In February 1941, Swansea was bombed by the Luftwaffe in a "three nights' blitz". Castle Street was one of many streets that suffered badly; rows of shops, including the Kardomah Café, were destroyed. Thomas walked through the bombed-out shell of the town centre with his friend Bert Trick. Upset at the sight, he concluded: "Our Swansea is dead". Soon after the bombing raids, Thomas wrote a radio play, Return Journey Home, which described the café as being "razed to the snow". The play was first broadcast on 15 June 1947. The Kardomah Café reopened on Portland Street after the war.
In May 1941, Thomas and Caitlin moved to London, leaving their son with his grandmother at Blashford in Hampshire. Thomas hoped to find employment in the film industry and wrote to the director of the films division of the Ministry of Information (MOI). After being rebuffed, he found work with Strand Films, providing him with his first regular income since the Daily Post. Strand produced films for the MOI; Thomas scripted at least five films in 1942, This Is Colour (a history of the British dyeing industry) and New Towns For Old (on post-war reconstruction). These Are The Men (1943) was a more ambitious piece in which Thomas's verse accompanies Leni Riefenstahl's footage of an early Nuremberg Rally. Conquest of a Germ (1944) explored the use of early antibiotics in the fight against pneumonia and tuberculosis. Our Country (1945) was a romantic tour of Britain set to Thomas's poetry.
In early 1943 Thomas began a relationship with Pamela Glendower, one of several affairs he had during his marriage. The affairs either ran out of steam or were halted after Caitlin discovered his infidelity. In March 1943 Caitlin gave birth to a daughter, Aeronwy, in London. They lived in a run-down studio in Chelsea, made up of a single large room with a curtain to separate the kitchen.
In 1944, with the threat of German flying bombs on London, Thomas moved to the family cottage at Blaen Cwm near Llangain, where Thomas resumed writing poetry, completing "Holy Spring" and "Vision and Prayer". In September Thomas and Caitlin moved to New Quay in Cardiganshire (Ceredigion), which inspired Thomas to pen the radio piece Quite Early One Morning, a sketch for his later work, Under Milk Wood. Of the poetry written at this time, of note is "Fern Hill", believed to have been started while living in New Quay, but completed at Blaen Cwm in mid-1945.
Broadcasting years 1945–1949
Although Thomas had previously written for the BBC, it was a minor and intermittent source of income. In 1943 he wrote and recorded a 15-minute talk entitled "Reminiscences of Childhood" for the Welsh BBC. In December 1944 he recorded Quite Early One Morning (produced by Aneirin Talfan Davies, again for the Welsh BBC) but when Davies offered it for national broadcast BBC London turned it down. On 31 August 1945 the BBC Home Service broadcast Quite Early One Morning, and in the three years beginning October 1945, Thomas made over a hundred broadcasts for the corporation. Thomas was employed not only for his poetry readings, but for discussions and critiques.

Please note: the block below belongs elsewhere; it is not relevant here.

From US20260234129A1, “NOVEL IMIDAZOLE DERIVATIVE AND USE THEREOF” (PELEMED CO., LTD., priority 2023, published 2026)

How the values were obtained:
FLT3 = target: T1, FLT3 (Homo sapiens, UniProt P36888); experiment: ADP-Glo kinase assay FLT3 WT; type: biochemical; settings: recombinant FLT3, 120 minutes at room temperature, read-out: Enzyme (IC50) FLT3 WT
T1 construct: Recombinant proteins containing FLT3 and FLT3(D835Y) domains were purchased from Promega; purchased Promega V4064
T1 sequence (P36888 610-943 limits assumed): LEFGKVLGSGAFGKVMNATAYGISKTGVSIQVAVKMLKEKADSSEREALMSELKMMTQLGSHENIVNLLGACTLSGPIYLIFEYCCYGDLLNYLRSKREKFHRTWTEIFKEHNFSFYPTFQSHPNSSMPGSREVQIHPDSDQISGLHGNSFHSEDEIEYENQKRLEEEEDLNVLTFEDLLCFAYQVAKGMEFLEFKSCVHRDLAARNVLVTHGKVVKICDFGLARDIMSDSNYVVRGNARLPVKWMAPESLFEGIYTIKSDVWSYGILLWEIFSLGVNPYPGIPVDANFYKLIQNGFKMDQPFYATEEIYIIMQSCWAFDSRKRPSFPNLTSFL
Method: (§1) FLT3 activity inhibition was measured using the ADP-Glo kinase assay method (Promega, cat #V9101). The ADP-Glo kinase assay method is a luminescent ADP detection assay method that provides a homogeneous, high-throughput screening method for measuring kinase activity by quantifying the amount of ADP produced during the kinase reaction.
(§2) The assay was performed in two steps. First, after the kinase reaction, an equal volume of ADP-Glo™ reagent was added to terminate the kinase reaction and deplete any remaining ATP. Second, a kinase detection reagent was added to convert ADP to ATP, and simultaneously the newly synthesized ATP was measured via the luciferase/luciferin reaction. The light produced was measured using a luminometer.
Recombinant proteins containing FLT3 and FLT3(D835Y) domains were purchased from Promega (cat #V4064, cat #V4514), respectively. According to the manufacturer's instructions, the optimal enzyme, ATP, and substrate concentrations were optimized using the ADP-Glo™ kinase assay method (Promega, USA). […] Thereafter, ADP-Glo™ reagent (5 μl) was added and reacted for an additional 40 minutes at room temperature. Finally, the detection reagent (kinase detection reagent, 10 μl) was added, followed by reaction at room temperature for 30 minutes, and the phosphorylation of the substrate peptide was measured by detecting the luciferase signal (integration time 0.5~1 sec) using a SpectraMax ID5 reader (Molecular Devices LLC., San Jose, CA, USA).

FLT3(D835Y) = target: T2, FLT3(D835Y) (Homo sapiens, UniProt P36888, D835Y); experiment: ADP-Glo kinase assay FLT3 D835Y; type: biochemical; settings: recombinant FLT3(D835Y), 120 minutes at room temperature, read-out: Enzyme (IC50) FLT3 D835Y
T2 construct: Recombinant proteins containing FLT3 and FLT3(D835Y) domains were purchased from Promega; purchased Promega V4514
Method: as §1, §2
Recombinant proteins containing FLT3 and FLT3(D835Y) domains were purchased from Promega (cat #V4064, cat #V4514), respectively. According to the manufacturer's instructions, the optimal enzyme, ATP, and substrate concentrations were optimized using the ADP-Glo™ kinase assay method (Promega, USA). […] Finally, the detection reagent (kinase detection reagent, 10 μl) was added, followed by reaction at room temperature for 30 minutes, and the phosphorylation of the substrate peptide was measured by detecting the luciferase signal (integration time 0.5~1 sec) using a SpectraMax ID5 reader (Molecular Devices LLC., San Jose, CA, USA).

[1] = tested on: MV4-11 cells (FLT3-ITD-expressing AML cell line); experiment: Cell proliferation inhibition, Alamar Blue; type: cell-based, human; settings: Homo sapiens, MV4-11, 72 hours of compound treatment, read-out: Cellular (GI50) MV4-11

By late September 1945 the Thomases had left Wales and were living with various friends in London. The publication of Deaths and Entrances in 1946 was a turning point for Thomas. Poet and critic Walter J. Turner commented in The Spectator, "This book alone, in my opinion, ranks him as a major poet".
In the second half of 1945, Thomas began reading for the BBC Radio programme, Book of Verse, broadcast weekly to the Far East. This provided Thomas with a regular income and brought him into contact with Louis MacNeice, a congenial drinking companion whose advice Thomas cherished. On 29 September 1946, the BBC began transmitting the Third Programme, a high-culture network which provided opportunities for Thomas. He appeared in the play Comus for the Third Programme, the day after the network launched, and his rich, sonorous voice led to character parts, including the lead in Aeschylus' Agamemnon and Satan in an adaptation of Paradise Lost. Thomas remained a popular guest on radio talk shows for the BBC, who regarded him as "useful should a younger generation poet be needed". He had an uneasy relationship with BBC management and a staff job was never an option, with drinking cited as the problem. Despite this, Thomas became a familiar radio voice and within Britain was "in every sense a celebrity".
Thomas visited the home of historian A. J. P. Taylor in Disley. Although Taylor disliked him intensely, he stayed for a month, drinking "on a monumental scale", up to 15 or 20 pints of beer a day. In late 1946 Thomas turned up at the Taylors' again, this time homeless and with Caitlin. Margaret Taylor let them take up residence in the garden summerhouse. In May 1949 Thomas and his family moved to his final home, the Boat House at Laugharne, purchased for him at a cost of £2,500 in April 1949 by Margaret Taylor. Thomas acquired a garage a hundred yards from the house on a cliff ledge which he turned into his writing shed, and where he wrote several of his most acclaimed poems. Just before moving into there, Thomas rented "Pelican House" opposite his regular drinking den, Brown's Hotel, for his parents who lived there from 1949 until 1953. It was there that his father died and the funeral was held. Caitlin gave birth to their third child, a boy named Colm Garan Hart, on 25 July 1949.